training day

Trips, a TED talk, and Renewal decisions await teachers on training day

Thursday is a day off for students, but it will be a busy one for schools, where staffs are getting their first opportunity since Election Day for a full day of training.

Since 2006, the first Thursday of June has been a mandatory training day for teachers, principals and staff members. This time, “Renewal” schools are meeting to decide what performance benchmarks they want to hit in the coming years, others are planning field trips across the city, and — at Chancellor Carmen Fariña’s urging — many others will check out a TED Talk about the importance of connections between teachers and students.

“It’s an incredibly moving talk that may just change the way you approach education,” Fariña wrote of the video to principals last month.

It’s also the first full professional development day since Fariña’s newly-empowered district superintendents have been firmly in place, and a few are exerting their new authority. At least two superintendents instructed their principals to send them an agenda for their training days, raising eyebrows among school leaders who said it was a small but significant example of lost autonomy.

“In my five years we have never been asked to have our PD plans vetted in advance,” a principal said. “It’s a brave new world.”

An elementary school principal who also had to submit an agenda said she was surprised, but then realized it’s to be expected now.

“The stated rationale for returning to a stronger district structure is so that there is both more oversight of and support for schools,” the principal wrote in an email. “This request seemed in keeping with that intention.”

Other principals said their superintendents are taking a hands-off approach as they tailor their trainings to their schools’ needs. Judy Touzin, principal of East New York Elementary School of Excellence, said she is sending her teachers of gifted and talented students to visit the Intrepid Sea, Air & Space Museum in an effort to “use different spaces across the city to support the learning in the classroom.” Other teachers are going to Teachers College for a training session on restorative discipline practices, while paraprofessionals will stay at the school for training on how to better serve students with disabilities.

The idea is “to focus on professional learning that’s most important and targeted” for all teachers, said Touzin, who took several of her teachers to a training session hosted by the Uncommon Schools charter-school network Wednesday.

The professional development day, called “Chancellor’s Conference Day,” grew out of the (now mostly apocryphal) city holiday of Brooklyn-Queens Day. Between 1829 and 2006, schools in the boroughs were closed to honor Sunday school teachers. The tradition faded over time and was changed altogether with the 2005 teachers contract, which extended the day off to students across the city but turned it into a professional development day for teachers.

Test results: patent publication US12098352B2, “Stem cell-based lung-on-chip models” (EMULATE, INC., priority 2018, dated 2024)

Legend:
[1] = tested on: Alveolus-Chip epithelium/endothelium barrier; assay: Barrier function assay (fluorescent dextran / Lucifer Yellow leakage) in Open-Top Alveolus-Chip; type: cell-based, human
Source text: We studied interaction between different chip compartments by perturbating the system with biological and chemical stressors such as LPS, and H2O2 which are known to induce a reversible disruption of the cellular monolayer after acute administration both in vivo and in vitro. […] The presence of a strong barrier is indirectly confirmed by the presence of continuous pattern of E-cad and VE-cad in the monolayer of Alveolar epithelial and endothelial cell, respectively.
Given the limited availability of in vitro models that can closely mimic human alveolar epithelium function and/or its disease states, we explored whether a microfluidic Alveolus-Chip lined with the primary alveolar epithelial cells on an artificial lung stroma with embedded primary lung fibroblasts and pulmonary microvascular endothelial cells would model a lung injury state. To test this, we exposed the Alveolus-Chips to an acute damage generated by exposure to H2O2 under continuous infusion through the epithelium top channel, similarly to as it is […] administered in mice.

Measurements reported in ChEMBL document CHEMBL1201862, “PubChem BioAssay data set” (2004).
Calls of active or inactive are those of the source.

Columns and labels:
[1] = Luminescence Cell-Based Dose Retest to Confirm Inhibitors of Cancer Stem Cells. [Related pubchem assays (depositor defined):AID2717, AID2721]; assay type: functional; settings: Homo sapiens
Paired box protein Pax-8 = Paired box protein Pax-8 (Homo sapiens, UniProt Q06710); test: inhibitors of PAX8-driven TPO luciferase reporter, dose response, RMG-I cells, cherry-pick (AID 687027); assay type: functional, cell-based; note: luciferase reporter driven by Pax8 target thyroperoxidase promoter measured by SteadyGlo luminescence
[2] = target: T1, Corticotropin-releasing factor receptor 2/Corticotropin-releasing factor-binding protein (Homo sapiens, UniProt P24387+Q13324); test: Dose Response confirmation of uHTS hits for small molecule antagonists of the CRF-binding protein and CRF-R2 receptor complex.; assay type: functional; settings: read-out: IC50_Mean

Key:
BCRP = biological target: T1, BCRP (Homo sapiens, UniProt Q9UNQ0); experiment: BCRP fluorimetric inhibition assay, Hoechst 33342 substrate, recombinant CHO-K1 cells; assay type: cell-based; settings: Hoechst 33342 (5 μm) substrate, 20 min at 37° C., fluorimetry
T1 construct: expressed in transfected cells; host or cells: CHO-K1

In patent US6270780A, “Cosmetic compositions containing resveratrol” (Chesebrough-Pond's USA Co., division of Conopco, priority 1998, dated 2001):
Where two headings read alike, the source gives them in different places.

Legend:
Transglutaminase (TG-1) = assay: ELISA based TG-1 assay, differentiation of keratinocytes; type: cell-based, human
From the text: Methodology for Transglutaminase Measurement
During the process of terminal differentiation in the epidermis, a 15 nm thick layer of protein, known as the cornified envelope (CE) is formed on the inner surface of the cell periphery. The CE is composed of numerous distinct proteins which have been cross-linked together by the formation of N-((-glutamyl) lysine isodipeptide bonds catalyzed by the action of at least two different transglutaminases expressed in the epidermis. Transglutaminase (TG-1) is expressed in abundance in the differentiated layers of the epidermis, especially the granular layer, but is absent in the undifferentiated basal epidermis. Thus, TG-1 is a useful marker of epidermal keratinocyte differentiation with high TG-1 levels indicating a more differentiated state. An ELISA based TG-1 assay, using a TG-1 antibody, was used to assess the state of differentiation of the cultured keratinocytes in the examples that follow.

The day can serve as a reflection of changes happening in the city’s schools, and gives teachers a chance to prepare for what’s ahead. In 2012, teachers were prepping for the rollout of the Common Core standards, and hiring committees at some “turnaround” schools that were headed for closure were meeting to discuss staffing. (A judge eventually blocked the closures.) But school workshops can also be more offbeat, in the past incorporating circus skills, hip-hop dance, or rugby.

This year, much of the day for teachers and principals of the city’s struggling Renewal schools will be spent working on an improvement plan that is due to the state later this month. Among the tasks will be for school leadership teams to come to a consensus about which performance benchmarks will be used to measure their progress over the next two years.

Fariña, who has made professional development a department priority, will be visiting a Queens middle school, although a spokeswoman did not provide the name. In the afternoon, she’ll go to the School for Global Leaders, a school in her collaboration program known as Learning Partners, for the program’s end-of-year celebration.

The chancellor said in her letter to principals last month that she wants schools to watch the TED Talk by the late Rita Pierson, and recommended at least 30 minutes of “deep conversation” about the passing school year. To end the year on a high note, principals she read from a book or praiseworthy letters, she offered.

“It’s important to end the day on an uplifting note,” she wrote. “Remind your staff that you are a community and that you are joined together by a shared mission to provide for your students’ success.”

a 'meaningful' education?

How a Colorado court case could change how public schools everywhere serve students with special needs

Dougco headquarters in Castle Rock (John Leyba/The Denver Post).

The U.S. Supreme Court on Wednesday grappled with the question of what kind of education public schools must provide students with disabilities, hearing arguments in a case that originated with a complaint against a suburban Denver school district and that could have profound implications nationwide.

The case involves a student diagnosed with autism and attention deficit/hyperactive disorder. His parents pulled him out of his Douglas County elementary school, saying he wasn’t making enough progress and the district’s response was lacking.

They enrolled the boy in a private school for children with autism and asked the district to reimburse them for the tuition, arguing their son was due a “free appropriate public education” as required by the 1975 Individuals with Disabilities Education Act.

The law spells out the requirements states must meet to receive federal money to educate special-needs students. The district declined, saying it had met the standard of the law.

The family eventually filed a lawsuit against the district. Lower courts all sided with the district, reasoning that it had provided the child “some” educational benefit — the standard cited in the federal statute at issue.

Lower courts across the nation have varied in their definition of the proper standard. The high court arguments Wednesday centered on whether “some” benefit was good enough, or whether special-needs students deserve a more “meaningful” benefit.